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Grape, European or Old World type

Vitaceae Vitis vinifera L,

Source: Magness et al. 1971

This type grape, grown in the U.S. mainly in California and Arizona, constitutes the major portion (tonnage wise) produced bere. The plant is a long-lived woody vine. In commercial production it is drastically restricted in size by pruning, and is generally supported on a trellis, but some wine types are grown with a short, self supporting trunk. Fruit is borne in clusters. Individual fruits or berries vary in size from 0.33 inch diameter to 1 inch or more; in shape from round to oval or cylindrical; and in color from light green to red or black. Skin is smooth and waxy, enclosing a juicy pulp to which it adheres. Both seedless and seeded kinds are among the dozens of varieties grown commercially.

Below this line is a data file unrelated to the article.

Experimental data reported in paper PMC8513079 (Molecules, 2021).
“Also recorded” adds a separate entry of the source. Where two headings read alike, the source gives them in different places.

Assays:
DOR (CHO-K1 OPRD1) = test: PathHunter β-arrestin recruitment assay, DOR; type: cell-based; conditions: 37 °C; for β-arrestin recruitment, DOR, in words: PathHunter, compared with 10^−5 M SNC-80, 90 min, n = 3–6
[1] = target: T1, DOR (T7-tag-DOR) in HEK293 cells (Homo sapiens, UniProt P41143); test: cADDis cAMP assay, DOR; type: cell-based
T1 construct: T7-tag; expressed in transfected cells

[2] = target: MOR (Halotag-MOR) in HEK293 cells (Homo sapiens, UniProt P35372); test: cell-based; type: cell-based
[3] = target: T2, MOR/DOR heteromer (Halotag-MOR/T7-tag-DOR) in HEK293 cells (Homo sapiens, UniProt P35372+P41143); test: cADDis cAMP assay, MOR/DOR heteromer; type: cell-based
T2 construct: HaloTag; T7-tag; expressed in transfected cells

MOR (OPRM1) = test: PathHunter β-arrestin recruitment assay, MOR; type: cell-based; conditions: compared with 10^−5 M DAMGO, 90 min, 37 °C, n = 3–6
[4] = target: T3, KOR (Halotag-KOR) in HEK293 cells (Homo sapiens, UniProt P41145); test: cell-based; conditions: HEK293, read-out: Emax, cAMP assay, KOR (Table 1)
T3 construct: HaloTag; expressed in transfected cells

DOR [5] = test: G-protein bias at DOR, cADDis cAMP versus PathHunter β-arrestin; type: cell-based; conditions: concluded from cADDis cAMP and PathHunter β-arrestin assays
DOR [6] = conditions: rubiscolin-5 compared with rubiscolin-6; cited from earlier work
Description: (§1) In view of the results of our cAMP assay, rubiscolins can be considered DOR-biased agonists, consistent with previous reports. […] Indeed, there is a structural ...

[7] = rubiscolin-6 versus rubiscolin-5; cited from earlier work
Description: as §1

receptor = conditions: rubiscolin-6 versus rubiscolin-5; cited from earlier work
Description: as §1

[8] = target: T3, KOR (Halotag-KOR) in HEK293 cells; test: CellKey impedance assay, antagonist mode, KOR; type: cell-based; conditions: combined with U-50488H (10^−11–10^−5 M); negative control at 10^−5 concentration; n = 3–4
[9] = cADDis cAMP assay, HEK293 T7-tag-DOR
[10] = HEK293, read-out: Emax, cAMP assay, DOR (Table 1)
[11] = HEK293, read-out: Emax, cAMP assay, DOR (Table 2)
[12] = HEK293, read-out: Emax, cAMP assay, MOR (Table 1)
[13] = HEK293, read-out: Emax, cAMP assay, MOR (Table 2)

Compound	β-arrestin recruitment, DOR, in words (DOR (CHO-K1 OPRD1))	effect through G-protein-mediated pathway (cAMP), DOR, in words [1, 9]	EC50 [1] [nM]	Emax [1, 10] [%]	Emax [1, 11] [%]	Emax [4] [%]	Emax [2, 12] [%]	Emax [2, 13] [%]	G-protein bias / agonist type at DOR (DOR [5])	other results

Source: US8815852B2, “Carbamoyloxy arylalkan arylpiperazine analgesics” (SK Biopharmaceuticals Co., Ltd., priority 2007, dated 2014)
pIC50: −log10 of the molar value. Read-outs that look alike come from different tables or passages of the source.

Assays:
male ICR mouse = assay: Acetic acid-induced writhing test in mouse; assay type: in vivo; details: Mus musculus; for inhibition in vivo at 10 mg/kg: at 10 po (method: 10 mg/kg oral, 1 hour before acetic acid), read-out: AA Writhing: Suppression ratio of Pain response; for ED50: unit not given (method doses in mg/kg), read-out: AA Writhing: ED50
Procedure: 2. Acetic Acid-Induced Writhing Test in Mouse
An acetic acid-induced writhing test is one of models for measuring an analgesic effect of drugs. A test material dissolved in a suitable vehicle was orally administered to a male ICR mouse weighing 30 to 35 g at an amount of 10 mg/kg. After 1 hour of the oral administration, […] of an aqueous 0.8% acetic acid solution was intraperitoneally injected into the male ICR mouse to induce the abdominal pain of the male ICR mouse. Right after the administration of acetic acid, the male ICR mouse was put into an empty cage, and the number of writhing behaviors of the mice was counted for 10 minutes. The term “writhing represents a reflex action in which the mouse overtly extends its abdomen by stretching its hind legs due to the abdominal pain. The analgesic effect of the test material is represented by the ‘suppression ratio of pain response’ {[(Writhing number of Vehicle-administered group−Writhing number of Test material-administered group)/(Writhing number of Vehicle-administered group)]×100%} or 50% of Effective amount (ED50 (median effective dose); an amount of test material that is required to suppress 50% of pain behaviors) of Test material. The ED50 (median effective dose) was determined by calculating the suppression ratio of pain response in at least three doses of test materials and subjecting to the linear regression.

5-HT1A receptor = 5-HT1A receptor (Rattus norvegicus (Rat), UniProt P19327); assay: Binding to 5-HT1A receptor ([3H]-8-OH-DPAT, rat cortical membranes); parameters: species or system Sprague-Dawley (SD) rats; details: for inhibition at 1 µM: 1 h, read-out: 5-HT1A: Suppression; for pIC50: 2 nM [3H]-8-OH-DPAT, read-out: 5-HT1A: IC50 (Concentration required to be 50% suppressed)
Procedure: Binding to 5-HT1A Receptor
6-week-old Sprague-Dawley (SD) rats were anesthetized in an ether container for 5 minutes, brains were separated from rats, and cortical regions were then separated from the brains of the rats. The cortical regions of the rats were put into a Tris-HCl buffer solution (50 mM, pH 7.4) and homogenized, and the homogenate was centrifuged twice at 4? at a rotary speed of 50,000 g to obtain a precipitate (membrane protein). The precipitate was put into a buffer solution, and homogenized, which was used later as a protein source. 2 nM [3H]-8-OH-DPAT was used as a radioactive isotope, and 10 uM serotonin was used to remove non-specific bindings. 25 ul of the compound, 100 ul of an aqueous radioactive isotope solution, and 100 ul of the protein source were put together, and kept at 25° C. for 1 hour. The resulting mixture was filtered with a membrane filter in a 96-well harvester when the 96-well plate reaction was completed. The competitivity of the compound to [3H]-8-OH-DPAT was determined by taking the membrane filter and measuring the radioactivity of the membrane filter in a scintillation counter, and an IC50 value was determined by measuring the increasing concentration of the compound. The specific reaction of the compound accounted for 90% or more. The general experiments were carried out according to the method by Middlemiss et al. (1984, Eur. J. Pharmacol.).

Season, bloom to harvest: 2.5 to 6 months, depending on variety.

Production in U.S.: About 3,500,000 tons.

Use: Fresh shipment, dried for raisins, wine.

Part of fruit consumed: All except seeds in fresh eating and raisins. juice only for wine. Oil is extracted from the seeds.

Last update February 18, 1999 by ch